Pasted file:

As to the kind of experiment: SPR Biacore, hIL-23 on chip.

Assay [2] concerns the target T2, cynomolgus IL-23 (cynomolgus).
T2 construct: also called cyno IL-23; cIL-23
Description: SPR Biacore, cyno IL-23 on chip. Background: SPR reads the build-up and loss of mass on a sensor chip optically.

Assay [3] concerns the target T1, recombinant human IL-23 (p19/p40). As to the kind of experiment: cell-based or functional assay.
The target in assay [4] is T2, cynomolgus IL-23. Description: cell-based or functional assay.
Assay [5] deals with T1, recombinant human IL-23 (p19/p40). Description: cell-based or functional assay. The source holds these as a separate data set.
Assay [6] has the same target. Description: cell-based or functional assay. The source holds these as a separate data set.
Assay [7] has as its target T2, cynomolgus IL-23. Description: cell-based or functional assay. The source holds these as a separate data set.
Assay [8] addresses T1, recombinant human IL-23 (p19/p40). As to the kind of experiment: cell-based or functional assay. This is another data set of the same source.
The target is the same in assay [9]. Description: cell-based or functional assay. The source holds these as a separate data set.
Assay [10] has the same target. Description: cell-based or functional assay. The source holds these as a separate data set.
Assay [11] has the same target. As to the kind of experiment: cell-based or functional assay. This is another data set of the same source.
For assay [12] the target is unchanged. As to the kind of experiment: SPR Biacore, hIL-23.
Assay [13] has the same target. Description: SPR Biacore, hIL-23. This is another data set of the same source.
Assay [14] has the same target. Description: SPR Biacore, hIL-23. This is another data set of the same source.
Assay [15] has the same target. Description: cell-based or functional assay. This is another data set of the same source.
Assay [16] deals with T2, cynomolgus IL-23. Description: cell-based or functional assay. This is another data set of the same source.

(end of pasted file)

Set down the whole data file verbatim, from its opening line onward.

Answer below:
As to the kind of experiment: SPR Biacore, hIL-23 on chip.

Assay [2] concerns the target T2, cynomolgus IL-23 (cynomolgus).
T2 construct: also called cyno IL-23; cIL-23
Description: SPR Biacore, cyno IL-23 on chip. Background: SPR reads the build-up and loss of mass on a sensor chip optically.

Assay [3] concerns the target T1, recombinant human IL-23 (p19/p40). As to the kind of experiment: cell-based or functional assay.
The target in assay [4] is T2, cynomolgus IL-23. Description: cell-based or functional assay.
Assay [5] deals with T1, recombinant human IL-23 (p19/p40). Description: cell-based or functional assay. The source holds these as a separate data set.
Assay [6] has the same target. Description: cell-based or functional assay. The source holds these as a separate data set.
Assay [7] has as its target T2, cynomolgus IL-23. Description: cell-based or functional assay. The source holds these as a separate data set.
Assay [8] addresses T1, recombinant human IL-23 (p19/p40). As to the kind of experiment: cell-based or functional assay. This is another data set of the same source.
The target is the same in assay [9]. Description: cell-based or functional assay. The source holds these as a separate data set.
Assay [10] has the same target. Description: cell-based or functional assay. The source holds these as a separate data set.
Assay [11] has the same target. As to the kind of experiment: cell-based or functional assay. This is another data set of the same source.
For assay [12] the target is unchanged. As to the kind of experiment: SPR Biacore, hIL-23.
Assay [13] has the same target. Description: SPR Biacore, hIL-23. This is another data set of the same source.
Assay [14] has the same target. Description: SPR Biacore, hIL-23. This is another data set of the same source.
Assay [15] has the same target. Description: cell-based or functional assay. This is another data set of the same source.
Assay [16] deals with T2, cynomolgus IL-23. Description: cell-based or functional assay. This is another data set of the same source.